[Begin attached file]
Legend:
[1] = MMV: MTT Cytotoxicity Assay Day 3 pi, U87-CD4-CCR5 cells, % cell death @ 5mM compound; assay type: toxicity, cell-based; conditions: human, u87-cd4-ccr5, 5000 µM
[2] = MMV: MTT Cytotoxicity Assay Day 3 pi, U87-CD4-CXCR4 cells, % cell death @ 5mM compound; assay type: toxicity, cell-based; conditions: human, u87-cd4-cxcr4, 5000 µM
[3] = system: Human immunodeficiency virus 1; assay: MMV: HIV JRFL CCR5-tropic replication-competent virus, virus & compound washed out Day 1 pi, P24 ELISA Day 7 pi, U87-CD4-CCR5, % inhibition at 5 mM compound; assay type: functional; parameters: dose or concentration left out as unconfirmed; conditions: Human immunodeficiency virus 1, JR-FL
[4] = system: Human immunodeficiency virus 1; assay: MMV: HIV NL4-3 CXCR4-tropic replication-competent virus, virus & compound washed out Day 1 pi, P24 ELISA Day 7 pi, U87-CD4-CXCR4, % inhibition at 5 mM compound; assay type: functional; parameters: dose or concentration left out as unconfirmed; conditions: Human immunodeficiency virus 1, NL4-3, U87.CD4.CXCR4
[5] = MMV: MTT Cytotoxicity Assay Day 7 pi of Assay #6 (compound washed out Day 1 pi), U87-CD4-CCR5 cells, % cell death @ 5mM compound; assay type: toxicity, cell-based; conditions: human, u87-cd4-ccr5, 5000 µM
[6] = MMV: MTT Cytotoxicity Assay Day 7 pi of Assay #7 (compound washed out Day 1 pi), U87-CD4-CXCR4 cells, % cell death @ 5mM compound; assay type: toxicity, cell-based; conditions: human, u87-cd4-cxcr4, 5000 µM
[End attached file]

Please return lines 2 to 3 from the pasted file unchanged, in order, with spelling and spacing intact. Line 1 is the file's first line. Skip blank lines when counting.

[1] = MMV: MTT Cytotoxicity Assay Day 3 pi, U87-CD4-CCR5 cells, % cell death @ 5mM compound; assay type: toxicity, cell-based; conditions: human, u87-cd4-ccr5, 5000 µM
[2] = MMV: MTT Cytotoxicity Assay Day 3 pi, U87-CD4-CXCR4 cells, % cell death @ 5mM compound; assay type: toxicity, cell-based; conditions: human, u87-cd4-cxcr4, 5000 µM